Various Artists
The New Hope
Smog Veil

In their undying quest to shed reissue light on nearly every decent northeast Ohio underground band from the late ’70s and early ’80s who owned at least two Ramones records and plausible fake IDs, Smog Veil unearths a true treasure trove of rust-belt proletarian punk. The New Hope was a 1983 30-song comp—one LP, of course—of doomy hardcore, the kind only Cleveland could’ve come up with at that particularly depressive dank moment in the city’s already less-than-sunny post-War history. While at least the Dada- and Beatnik-inspired early ’70s ur-punk of Rocket from the Tombs, Electric Eels, Dead Boys, Mirrors, et al. allowed for exciting, if fleeting, moments of humor, mind-expansion, melody, and even just good old “big beat,” by the time the teens on The New Hope were stealing six packs from the Convenient Food Mart... well, let’s just say that The New Hope might be the most incongruous compilation title of all-time.

Judging from the liner notes, written by original earnest compiler, Tom Dark, and Offbeats leader Tom Miller, that title was not meant to be ironic, no matter that David Araca’s excellent front-cover scratch art depicts hands either heading triumphantly away from a barbed-wire fence or stuck behind a prison wall. Those liner notes remind us that what’s often forgotten about the earliest days of hardcore is that it was just about the most positive, fun, hormone-releasing thing a totally bored, future-less suburban kid could do to stay out of juvie. Think of it: most of the members of these bands were playing dives, and how cool is it when you can hang out at a bar underage! If not that, it was pooling together weekly allowances to embody good ol’ American ingenuity and rent out a UAW hall to go buck wild with 43 of your other friends—and maybe even some girls! Hardcore was still an extension of first-era punk’s basic middle-finger flip and not yet (but soon) bogged down in genre dogmatics and shaved heads. Witness the cool reproductions of the Kinkos cut ’n’ paste booklet that came with the original. You’ll see a bunch of kids in button-up shirts, tight shorts, medium-length hair, and nary a chain wallet or skanking cartoon in sight, though thankfully loads of awesome skulls, a hangman’s noose, and fists. These kids were having a ball, at least for a little while.

Tom Miller’s fuzzy recollections remind us of the pre-internet times where recording your band wasn’t a simple walk to the bedroom laptop. Recording your band at all (beyond “boombox demos”) was a mystical, foreign thing, attained only by bands who could actually score paying gigs. And in Cleveland in 1982, that still meant doing classic rock covers in order to save up enough dough to afford studio time. Well, prodded by Tom Dark’s endless enthusiasm (it took nearly two years to get the damn thing together and out), these hardcore petrol huffers did just that, working extra hours at their shitty fast-food jobs and eventually finding a couple amenable studios in the outlying suburbs to let them waste a few Thursday nights. And thank god!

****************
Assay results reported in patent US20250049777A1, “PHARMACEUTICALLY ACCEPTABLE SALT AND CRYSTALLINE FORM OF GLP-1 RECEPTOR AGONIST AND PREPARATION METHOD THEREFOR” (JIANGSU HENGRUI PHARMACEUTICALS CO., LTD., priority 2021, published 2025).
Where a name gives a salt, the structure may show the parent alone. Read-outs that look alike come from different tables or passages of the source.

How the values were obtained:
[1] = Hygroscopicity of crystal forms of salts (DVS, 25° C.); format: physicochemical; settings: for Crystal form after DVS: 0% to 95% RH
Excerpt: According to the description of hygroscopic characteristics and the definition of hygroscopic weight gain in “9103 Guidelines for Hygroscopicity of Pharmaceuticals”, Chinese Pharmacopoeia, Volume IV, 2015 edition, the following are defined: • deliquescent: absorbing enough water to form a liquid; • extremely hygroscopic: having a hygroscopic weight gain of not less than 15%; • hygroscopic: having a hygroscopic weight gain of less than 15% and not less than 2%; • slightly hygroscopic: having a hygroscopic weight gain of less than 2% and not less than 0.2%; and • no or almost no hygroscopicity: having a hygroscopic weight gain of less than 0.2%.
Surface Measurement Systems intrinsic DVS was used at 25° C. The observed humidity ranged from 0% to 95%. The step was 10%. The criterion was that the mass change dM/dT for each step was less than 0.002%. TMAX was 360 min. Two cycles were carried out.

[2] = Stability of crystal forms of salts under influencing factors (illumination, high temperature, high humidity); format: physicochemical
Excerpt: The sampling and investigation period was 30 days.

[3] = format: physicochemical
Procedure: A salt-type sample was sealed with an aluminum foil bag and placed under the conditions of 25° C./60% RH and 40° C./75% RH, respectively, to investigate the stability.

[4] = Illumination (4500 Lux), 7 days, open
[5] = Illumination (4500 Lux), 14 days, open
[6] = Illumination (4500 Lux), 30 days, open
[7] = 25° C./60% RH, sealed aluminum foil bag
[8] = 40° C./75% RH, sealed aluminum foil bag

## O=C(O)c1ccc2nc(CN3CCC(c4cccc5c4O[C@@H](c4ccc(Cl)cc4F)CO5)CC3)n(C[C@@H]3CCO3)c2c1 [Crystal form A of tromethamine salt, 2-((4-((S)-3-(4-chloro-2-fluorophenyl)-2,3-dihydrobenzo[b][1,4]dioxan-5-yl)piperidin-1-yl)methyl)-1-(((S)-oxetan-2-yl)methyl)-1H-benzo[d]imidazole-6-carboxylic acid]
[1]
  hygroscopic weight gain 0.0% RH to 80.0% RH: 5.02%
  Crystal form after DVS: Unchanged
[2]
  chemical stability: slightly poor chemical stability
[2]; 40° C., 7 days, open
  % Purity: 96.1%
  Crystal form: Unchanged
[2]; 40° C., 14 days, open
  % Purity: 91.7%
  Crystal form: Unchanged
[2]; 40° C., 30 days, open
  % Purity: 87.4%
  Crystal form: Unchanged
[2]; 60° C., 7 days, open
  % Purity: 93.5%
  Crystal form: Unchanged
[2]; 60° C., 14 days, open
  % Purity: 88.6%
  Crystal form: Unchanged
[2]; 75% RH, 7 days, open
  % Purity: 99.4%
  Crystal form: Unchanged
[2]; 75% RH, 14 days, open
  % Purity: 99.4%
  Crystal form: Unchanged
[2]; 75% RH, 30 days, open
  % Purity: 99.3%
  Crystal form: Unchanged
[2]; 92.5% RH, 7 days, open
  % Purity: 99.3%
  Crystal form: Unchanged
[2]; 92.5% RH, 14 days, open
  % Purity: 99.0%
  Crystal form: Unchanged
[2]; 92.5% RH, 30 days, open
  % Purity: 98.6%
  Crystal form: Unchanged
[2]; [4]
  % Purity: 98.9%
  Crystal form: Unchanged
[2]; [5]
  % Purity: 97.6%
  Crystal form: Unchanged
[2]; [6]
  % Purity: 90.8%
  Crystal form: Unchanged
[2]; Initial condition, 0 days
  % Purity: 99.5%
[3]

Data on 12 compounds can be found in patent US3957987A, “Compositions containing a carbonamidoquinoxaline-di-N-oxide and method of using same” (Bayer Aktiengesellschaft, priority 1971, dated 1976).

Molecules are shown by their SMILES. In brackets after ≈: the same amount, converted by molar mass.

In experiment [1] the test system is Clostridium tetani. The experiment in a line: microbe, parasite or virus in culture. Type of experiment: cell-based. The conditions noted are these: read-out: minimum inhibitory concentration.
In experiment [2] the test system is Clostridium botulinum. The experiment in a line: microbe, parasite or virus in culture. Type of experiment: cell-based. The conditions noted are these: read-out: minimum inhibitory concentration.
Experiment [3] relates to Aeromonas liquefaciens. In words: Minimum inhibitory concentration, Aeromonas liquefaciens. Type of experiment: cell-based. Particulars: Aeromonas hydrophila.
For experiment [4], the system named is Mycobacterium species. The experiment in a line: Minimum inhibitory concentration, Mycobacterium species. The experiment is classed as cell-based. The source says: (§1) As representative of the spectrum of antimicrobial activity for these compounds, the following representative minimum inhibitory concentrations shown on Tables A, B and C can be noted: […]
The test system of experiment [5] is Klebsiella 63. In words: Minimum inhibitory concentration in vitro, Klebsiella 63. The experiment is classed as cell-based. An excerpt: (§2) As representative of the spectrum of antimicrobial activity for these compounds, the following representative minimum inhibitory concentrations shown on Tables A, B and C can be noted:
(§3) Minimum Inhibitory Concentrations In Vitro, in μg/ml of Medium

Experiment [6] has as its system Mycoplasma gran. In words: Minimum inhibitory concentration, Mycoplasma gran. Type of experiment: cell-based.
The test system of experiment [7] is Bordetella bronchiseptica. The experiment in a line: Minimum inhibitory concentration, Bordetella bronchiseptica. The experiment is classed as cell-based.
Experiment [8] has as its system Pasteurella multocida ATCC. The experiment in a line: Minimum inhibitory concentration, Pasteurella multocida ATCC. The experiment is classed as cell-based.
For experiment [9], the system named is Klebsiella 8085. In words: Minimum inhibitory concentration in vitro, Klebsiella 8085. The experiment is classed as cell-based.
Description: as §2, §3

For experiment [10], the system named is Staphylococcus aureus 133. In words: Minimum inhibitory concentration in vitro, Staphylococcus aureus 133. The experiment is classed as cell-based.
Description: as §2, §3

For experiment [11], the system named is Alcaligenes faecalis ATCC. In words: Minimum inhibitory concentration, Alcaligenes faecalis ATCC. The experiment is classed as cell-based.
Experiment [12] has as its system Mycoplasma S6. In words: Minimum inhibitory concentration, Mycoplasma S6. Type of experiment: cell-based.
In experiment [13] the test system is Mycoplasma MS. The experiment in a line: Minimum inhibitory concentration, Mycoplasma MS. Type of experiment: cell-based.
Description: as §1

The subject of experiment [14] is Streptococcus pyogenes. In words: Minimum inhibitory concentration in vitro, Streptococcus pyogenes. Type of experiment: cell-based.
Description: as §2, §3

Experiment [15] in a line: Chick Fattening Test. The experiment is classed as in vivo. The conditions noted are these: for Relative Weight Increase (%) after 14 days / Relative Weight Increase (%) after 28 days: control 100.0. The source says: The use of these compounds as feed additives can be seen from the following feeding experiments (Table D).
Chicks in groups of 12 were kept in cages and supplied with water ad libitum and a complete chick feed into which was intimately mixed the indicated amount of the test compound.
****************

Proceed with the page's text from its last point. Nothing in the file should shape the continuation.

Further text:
What then probably seemed like a fruitless attempt to nail down a bunch of drunk-buddy shout-alongs to impress the mirror image bands coming in from Detroit now seems like a time capsule piece of unattainable rarity. Everything is recorded today. In 1983, hardly any batch of losers like this were captured so completely. Yes, most of the songs sound like shit; shit was the story for broke Cleveland kids then. But 75% of all recorded hardcore sucks, and 75% of this comp is pretty great—so you do the math.

True, the mood you’re left with after slogging through the lesser ends of this reissue is one of muddled and aimless angst. How to record themselves was never a strong suit of hardcore bands, but sticking with the gurgling, dumpster-fi of most of The New Hope, the good stuff kicks you in the cranium. The Guns’ Black-er Flag stabs deserve lead-off status. Positive Violence growl and gurgle through all manner of hate. The three-second (literally) guitar solo on No Parole’s “Executioner” is one of those amazing wee bits of punk-rock atom-smashing that perfectly encapsulates a time and place, forgotten as quickly as it happened. Like when Zero Defex drop “Drop the A-bomb on Me” in less time than it would take to actually die from that requested explosion. The Dark slow it down a tad, creeping out with some midnight-black, meandering, tin can slap-back vocal nightmares. Spike in Vein (featuring future Prisonshake leader and Scat Records honcho Robert Griffin) dish up a pre–Big Black screechy chime-core that presaged so many lost late-80s college radio art-mooks and qualifies as “forgotten” on some quantum level, though they’re slowly becoming one of the more inadvertently influential acts of that brief era. The Offbeats’ pre-pop punk hammering is the closest thing to “catchy” here, though you wouldn’t wanna catch whatever gnarly brain cell–sapping liver disease these guys were already fostering.

Each band on this comp has at least three songs or more to showcase. And to make it a double-album for the reissue, Smog Veil uncovered many more tracks that were cut at those original sessions, plus a few regional singles and cassette comp tracks to flesh out the industrial sinkholian context. Especially notable are the few tunes from Starvation Army, a band that flew the Clevo-core flag well through the ’80s.

As Tom Dark points out in the liner notes, even so-called hep cultural arbiters, like the hardcore history tome American Hardcore, dismissed Cleveland as “nothing you’d call a scene.” Well, there was a huge first-wave hardcore scene in Cleveland, and like most such fires, it flamed out fast. The majority of the bands on The New Hope were broken up by 1984, which makes perfect sense for all the Big Brother fear flung around with equal parts beer on this essential slab.
Eric Davidson